Development of Optical Communication Marks for Mobile Robots to Recognize Their Environment and to Handle Objects
Keiji Nagatani*, Hiroyasu Sato**, Hidenori Tasaka***,
Akio Gofuku****, and Yutaka Tanaka*
*The Graduate School of Natural Science and Technology, Okayama University, 3-1-1 Tsushima Naka, Okayama 700-8530, Japan
****Department of Systems Engineering, Faculty of Engineering, Okayama University
In an environment in which robots and human beings coexist, it is difficult for a mobile manipulator to grasp an object autonomously. Generally, the most difficult aspect of realizing such action is object recognition. Such an environment includes many of irregular shapes and sizes (because of unknown distance from sensors to each object) and blocking of vision sensors. Object’s abstraction and recognition thus remains far from practical use of current sensing technology. To solve the recognition problem, we developed marks recognized through optical communication rather than attempting to improve sensing technology. Marks using light-emitting diodes (LEDs) have the advantages of (1) being visible as far as they remain in sight, (2) having the properties of the target correctly using digital signals, and (3) localizing the mark position using stereovision. Once the marks are attached to several movable objects, a robot can find a location of a target object easily by communicating with the mark attached to the target object. Also, if the marks are located at known positions such as walls, a mobile robot can localize itself by detecting such marks. In this research, we developed an Intelligent Mark System (IMS) between a robot and marks which uses visible and infrared LEDs for communication. Using this system, we performed (1) object grasping tasks (the target is a small can with IMS) using a mobile manipulator, (2) localizing a mobile robot using IMS on several walls and (3) recognizing large objects (desks). In this paper, we explain an overview of communication between marks and robots, and we discuss task performance results for an autonomous mobile manipulator using IMS in a real environment. Also, we report the feasibility and limitations of our proposal.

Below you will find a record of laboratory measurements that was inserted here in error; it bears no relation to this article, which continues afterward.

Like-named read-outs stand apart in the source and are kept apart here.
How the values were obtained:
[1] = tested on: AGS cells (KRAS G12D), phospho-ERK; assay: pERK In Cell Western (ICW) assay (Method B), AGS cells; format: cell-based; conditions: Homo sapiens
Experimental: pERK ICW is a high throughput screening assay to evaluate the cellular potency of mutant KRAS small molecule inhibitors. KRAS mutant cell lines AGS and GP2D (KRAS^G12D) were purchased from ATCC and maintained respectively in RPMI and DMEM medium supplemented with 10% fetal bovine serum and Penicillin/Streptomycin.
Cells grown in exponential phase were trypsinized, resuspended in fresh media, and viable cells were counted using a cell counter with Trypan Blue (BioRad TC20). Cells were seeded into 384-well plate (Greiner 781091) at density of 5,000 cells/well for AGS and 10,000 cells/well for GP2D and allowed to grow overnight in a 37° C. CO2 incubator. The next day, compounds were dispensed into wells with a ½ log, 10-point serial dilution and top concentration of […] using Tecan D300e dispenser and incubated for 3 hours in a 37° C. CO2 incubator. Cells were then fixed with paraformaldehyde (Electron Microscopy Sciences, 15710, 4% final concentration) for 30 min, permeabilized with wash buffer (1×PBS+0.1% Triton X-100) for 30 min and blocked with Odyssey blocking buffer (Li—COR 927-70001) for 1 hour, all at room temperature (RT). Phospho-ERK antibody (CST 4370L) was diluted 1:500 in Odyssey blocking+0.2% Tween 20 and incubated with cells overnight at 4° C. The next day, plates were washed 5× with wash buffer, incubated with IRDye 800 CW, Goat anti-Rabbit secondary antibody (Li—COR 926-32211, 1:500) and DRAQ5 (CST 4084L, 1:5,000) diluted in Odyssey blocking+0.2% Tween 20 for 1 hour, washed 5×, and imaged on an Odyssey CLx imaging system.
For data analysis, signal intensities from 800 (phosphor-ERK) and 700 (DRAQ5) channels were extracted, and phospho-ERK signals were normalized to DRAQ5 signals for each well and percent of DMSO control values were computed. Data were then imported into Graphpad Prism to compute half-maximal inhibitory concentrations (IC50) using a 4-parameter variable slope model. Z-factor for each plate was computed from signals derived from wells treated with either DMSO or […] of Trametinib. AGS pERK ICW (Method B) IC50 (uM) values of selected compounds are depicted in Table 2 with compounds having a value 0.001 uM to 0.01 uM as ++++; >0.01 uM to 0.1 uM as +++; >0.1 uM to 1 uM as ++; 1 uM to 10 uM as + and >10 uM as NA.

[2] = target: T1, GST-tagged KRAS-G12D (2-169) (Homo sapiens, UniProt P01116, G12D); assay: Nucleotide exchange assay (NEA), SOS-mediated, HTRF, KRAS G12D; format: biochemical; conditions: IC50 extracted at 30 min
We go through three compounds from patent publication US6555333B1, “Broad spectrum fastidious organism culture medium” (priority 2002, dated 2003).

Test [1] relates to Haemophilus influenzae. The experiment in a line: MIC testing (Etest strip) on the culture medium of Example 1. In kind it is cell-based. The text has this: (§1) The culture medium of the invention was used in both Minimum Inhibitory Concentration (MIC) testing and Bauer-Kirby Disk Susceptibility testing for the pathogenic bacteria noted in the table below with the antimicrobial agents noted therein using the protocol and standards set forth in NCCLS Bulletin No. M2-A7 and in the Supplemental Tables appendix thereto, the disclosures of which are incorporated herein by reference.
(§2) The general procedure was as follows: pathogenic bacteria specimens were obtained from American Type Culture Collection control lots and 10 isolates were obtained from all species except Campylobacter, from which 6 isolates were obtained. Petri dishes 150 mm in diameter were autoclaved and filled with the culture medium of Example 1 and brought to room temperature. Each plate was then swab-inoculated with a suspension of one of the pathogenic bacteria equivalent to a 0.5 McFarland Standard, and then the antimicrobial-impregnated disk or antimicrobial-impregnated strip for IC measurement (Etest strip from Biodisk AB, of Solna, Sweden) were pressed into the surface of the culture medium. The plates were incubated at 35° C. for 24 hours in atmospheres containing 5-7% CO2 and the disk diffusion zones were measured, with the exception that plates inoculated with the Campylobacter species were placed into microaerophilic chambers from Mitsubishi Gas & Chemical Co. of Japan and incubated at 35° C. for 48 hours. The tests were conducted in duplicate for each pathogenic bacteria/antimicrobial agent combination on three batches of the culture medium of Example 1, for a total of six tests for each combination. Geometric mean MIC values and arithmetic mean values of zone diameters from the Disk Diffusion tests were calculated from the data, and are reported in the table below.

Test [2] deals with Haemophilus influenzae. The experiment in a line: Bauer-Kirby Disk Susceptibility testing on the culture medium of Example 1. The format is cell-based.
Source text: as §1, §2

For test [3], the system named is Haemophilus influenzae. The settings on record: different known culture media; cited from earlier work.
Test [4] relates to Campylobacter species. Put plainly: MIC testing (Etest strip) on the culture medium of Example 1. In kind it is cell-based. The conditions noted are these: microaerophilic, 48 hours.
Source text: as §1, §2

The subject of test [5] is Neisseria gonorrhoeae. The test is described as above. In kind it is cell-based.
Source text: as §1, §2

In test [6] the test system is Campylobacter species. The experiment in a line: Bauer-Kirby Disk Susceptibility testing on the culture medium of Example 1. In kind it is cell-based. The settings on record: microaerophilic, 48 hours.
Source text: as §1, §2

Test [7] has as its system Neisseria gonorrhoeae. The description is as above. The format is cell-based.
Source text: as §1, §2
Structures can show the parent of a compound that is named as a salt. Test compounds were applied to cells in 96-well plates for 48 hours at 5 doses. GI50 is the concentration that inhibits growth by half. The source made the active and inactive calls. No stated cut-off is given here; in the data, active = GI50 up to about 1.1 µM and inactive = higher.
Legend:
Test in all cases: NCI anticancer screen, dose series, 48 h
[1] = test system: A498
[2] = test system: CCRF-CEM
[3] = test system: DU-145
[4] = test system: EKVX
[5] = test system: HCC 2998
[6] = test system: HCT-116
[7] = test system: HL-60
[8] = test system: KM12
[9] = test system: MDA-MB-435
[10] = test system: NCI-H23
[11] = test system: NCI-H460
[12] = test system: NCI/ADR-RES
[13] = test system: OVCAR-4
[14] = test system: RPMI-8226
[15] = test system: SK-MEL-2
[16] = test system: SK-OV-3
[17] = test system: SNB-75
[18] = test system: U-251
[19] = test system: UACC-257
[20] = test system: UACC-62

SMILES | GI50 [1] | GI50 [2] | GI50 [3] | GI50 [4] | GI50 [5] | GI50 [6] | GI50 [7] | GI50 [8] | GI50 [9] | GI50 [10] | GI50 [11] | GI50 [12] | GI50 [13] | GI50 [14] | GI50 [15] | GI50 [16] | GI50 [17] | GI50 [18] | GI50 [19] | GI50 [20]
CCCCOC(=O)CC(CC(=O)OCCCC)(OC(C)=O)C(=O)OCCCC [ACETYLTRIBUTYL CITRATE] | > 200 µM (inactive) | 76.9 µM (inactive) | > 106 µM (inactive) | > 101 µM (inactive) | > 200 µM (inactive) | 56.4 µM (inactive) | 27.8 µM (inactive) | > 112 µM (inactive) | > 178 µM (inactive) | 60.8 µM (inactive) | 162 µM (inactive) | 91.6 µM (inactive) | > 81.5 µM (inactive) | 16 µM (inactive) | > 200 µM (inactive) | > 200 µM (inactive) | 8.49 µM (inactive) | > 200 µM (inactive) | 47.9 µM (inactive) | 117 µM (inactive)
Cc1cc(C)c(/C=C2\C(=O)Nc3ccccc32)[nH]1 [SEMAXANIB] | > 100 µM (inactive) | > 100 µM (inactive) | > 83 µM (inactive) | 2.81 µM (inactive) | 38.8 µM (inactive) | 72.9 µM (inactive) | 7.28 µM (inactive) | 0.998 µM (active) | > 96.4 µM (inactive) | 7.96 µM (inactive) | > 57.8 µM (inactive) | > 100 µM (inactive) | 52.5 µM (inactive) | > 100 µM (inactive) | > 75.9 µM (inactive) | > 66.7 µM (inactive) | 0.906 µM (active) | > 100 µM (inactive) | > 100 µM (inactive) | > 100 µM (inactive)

Akio Gofuku, and Yutaka Tanaka, “Development of Optical Communication Marks for Mobile Robots to Recognize Their Environment and to Handle Objects,” J. Robot. Mechatron., Vol.17, No.2, pp. 208-217, 2005.
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